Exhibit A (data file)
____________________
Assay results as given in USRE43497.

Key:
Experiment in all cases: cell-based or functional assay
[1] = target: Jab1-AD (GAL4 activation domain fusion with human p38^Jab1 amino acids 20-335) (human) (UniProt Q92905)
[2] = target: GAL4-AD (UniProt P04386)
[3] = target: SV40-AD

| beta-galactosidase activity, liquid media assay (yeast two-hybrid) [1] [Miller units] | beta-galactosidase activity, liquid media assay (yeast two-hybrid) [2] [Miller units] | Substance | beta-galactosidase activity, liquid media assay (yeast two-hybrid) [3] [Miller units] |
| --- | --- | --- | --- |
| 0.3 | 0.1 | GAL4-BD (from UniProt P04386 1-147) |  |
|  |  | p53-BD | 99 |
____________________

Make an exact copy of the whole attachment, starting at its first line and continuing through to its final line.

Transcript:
Assay results as given in USRE43497.

Key:
Experiment in all cases: cell-based or functional assay
[1] = target: Jab1-AD (GAL4 activation domain fusion with human p38^Jab1 amino acids 20-335) (human) (UniProt Q92905)
[2] = target: GAL4-AD (UniProt P04386)
[3] = target: SV40-AD

| beta-galactosidase activity, liquid media assay (yeast two-hybrid) [1] [Miller units] | beta-galactosidase activity, liquid media assay (yeast two-hybrid) [2] [Miller units] | Substance | beta-galactosidase activity, liquid media assay (yeast two-hybrid) [3] [Miller units] |
| --- | --- | --- | --- |
| 0.3 | 0.1 | GAL4-BD (from UniProt P04386 1-147) |  |
|  |  | p53-BD | 99 |